Expanding on her statement, she explains, “In behavioural economics, people are often defined as being ‘loss averse’, meaning that they have a tendency to prefer avoiding losses rather than acquiring gains.
“This concept of loss aversion explains why when you buy something and have to remove money from your account, a moment of mental pain arises. Marketers use this concept to entice young consumers by removing the pain associated with the buying process and giving people the false sense that they have bought something for ‘free’”
However, Helander’s dissenting voice is not echoed by the majority of fintech experts, who support the new online lending revolution and see it as a positive force. Many dismiss the idea that easier access to loans results in a culture of debt and borrowing.
Sankar Krishnan, Executive Vice President at Capgemini, Industry Head, Banking & Capital Markets, agrees that the majority of online borrowers are in the younger generation but says easy access to credit is essential for innovation and growth. “Millennials and digitally-savvy consumers are increasingly borrowing from smart fintechs. The Digital Lending Market is expected to grow by approximately 11.9% CAGR between 2020-2025,” he says, adding that lessons have been learned from previous market crashes.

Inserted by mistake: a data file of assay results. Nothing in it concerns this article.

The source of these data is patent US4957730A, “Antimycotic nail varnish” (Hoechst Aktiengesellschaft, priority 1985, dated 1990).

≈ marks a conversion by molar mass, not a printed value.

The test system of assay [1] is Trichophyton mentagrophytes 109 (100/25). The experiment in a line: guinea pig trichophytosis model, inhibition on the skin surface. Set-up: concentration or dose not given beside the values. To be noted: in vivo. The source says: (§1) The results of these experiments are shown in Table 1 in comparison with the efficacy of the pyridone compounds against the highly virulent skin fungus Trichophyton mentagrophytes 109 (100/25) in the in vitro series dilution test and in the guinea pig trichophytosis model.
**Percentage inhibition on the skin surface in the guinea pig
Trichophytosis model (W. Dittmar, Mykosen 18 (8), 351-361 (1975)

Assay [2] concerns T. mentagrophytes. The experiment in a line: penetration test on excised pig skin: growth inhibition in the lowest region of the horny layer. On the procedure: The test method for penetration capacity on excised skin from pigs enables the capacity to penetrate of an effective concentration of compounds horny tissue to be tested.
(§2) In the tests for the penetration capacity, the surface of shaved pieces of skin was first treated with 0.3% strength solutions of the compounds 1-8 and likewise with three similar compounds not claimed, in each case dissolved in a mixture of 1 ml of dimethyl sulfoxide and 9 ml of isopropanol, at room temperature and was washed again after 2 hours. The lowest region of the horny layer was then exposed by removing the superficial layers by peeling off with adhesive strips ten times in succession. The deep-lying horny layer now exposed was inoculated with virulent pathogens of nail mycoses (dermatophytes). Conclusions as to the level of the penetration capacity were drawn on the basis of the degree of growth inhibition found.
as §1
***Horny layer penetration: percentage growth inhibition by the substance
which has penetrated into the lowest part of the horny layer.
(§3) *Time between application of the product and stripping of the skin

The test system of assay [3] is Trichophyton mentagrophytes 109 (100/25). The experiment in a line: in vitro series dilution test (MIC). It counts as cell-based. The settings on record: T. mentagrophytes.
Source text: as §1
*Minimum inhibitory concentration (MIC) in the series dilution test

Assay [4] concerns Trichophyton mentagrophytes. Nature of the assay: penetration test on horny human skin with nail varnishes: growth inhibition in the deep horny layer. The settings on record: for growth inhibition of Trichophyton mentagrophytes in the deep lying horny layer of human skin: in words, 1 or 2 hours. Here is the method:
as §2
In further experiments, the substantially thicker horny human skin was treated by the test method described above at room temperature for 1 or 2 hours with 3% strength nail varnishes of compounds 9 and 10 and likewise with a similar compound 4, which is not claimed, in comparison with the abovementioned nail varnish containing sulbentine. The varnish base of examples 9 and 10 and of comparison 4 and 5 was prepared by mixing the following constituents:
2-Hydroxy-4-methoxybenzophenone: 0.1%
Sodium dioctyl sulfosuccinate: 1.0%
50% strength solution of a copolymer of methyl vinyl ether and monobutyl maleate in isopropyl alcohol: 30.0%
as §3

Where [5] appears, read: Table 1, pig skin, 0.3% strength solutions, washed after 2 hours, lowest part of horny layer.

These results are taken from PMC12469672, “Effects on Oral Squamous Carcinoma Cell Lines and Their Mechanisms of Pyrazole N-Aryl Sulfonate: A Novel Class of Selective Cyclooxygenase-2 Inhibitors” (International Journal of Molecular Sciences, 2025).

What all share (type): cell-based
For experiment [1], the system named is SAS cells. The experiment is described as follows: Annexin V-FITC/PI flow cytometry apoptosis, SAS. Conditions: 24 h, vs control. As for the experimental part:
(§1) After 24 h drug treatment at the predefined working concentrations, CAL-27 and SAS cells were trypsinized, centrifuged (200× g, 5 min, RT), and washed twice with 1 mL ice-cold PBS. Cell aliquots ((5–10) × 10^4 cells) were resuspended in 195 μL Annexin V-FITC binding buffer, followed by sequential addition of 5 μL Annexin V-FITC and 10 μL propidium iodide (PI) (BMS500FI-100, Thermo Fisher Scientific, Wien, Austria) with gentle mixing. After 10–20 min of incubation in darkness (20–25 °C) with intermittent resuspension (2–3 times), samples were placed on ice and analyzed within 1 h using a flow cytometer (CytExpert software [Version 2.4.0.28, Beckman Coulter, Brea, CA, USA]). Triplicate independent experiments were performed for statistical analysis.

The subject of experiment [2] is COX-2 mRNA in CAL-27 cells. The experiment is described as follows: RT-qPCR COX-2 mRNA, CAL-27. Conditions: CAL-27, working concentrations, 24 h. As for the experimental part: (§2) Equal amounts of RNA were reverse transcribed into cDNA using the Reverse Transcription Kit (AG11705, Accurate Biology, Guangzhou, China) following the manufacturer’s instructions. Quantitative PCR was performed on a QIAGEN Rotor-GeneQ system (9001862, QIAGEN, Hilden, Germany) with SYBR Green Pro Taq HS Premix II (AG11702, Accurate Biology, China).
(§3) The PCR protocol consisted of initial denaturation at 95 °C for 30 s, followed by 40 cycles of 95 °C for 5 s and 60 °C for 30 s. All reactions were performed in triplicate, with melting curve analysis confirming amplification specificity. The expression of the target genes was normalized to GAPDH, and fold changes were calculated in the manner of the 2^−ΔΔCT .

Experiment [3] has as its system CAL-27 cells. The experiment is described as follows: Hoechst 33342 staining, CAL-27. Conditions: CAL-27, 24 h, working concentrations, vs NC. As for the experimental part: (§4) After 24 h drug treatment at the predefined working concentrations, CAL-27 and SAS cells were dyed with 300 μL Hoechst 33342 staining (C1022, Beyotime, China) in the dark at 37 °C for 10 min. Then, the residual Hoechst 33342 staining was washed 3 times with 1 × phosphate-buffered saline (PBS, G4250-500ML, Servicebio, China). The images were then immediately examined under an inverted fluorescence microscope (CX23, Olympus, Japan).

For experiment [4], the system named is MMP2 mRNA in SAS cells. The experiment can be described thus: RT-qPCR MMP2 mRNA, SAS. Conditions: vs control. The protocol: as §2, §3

“It is very good for small businesses and individuals to have access to ready credit. At no stage should a bad credit be pushed forward as good credit, as we still have to remember the lessons from the subprime mortgage crisis of 2007. Availability of credit is a factor of production, which propels the engine of the economy.”
Krishnan goes on to say that far from providing a counterweight to the online lending trend, incumbent banks are swiftly adopting the same technologies to help them stay ahead of the curve. Krishnan believes banks need to be more digitised and change their attitude to lending. He points out that those operating via customer-centricity will “thrive” because they will realise “the needs of customers at the lowest cost point, and reconfigure their business model to be agile and nimble” accordingly.